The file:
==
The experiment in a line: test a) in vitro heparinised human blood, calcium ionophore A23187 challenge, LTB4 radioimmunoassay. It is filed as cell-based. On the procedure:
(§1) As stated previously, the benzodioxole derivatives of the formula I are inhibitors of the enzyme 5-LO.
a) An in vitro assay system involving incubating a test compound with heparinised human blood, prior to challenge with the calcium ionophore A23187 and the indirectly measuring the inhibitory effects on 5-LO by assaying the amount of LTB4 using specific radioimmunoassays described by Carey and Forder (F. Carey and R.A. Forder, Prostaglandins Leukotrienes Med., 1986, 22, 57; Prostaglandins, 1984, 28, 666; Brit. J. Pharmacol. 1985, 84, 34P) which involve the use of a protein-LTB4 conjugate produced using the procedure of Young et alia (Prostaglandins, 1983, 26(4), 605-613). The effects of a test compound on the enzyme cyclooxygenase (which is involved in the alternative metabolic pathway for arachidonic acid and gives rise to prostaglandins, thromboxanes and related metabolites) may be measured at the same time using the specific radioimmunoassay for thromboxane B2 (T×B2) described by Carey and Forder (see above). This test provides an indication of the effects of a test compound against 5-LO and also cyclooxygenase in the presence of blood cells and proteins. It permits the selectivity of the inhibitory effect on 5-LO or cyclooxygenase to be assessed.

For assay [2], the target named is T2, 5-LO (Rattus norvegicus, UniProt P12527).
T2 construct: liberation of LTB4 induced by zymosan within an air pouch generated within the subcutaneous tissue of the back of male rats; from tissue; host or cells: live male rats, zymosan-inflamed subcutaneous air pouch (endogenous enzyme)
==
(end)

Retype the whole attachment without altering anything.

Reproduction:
The experiment in a line: test a) in vitro heparinised human blood, calcium ionophore A23187 challenge, LTB4 radioimmunoassay. It is filed as cell-based. On the procedure:
(§1) As stated previously, the benzodioxole derivatives of the formula I are inhibitors of the enzyme 5-LO.
a) An in vitro assay system involving incubating a test compound with heparinised human blood, prior to challenge with the calcium ionophore A23187 and the indirectly measuring the inhibitory effects on 5-LO by assaying the amount of LTB4 using specific radioimmunoassays described by Carey and Forder (F. Carey and R.A. Forder, Prostaglandins Leukotrienes Med., 1986, 22, 57; Prostaglandins, 1984, 28, 666; Brit. J. Pharmacol. 1985, 84, 34P) which involve the use of a protein-LTB4 conjugate produced using the procedure of Young et alia (Prostaglandins, 1983, 26(4), 605-613). The effects of a test compound on the enzyme cyclooxygenase (which is involved in the alternative metabolic pathway for arachidonic acid and gives rise to prostaglandins, thromboxanes and related metabolites) may be measured at the same time using the specific radioimmunoassay for thromboxane B2 (T×B2) described by Carey and Forder (see above). This test provides an indication of the effects of a test compound against 5-LO and also cyclooxygenase in the presence of blood cells and proteins. It permits the selectivity of the inhibitory effect on 5-LO or cyclooxygenase to be assessed.

For assay [2], the target named is T2, 5-LO (Rattus norvegicus, UniProt P12527).
T2 construct: liberation of LTB4 induced by zymosan within an air pouch generated within the subcutaneous tissue of the back of male rats; from tissue; host or cells: live male rats, zymosan-inflamed subcutaneous air pouch (endogenous enzyme)